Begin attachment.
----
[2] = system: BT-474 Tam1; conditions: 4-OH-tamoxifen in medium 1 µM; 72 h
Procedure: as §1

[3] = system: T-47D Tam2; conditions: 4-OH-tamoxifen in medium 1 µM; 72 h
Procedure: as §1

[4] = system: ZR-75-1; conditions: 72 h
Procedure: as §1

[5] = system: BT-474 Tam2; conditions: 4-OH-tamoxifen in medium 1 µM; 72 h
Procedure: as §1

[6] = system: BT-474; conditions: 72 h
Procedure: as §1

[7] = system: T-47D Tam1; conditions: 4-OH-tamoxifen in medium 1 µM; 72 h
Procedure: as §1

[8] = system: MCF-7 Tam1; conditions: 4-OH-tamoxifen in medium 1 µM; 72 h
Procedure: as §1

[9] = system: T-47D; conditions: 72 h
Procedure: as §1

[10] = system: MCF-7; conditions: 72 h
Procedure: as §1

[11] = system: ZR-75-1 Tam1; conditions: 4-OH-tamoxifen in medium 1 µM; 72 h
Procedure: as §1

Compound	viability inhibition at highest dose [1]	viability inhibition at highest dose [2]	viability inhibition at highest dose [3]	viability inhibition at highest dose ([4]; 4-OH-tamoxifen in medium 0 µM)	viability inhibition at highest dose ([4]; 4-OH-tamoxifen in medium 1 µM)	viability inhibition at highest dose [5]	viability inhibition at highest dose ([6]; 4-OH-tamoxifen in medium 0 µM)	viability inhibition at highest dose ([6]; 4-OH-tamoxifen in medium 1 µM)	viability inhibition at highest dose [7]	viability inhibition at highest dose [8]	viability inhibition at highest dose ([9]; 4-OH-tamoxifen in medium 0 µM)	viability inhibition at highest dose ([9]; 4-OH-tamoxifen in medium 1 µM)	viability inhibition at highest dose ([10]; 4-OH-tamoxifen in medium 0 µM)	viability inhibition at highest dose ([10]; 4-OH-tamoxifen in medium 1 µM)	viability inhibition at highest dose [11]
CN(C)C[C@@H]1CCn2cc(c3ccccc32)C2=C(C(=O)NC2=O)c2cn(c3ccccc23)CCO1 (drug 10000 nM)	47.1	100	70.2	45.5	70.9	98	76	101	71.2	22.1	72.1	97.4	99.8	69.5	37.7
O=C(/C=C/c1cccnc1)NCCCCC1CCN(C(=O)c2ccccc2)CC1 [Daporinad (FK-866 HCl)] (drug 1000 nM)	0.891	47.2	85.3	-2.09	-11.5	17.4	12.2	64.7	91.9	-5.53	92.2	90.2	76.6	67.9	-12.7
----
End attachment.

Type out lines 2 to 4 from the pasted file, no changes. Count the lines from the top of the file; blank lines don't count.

Procedure: as §1

[3] = system: T-47D Tam2; conditions: 4-OH-tamoxifen in medium 1 µM; 72 h
Procedure: as §1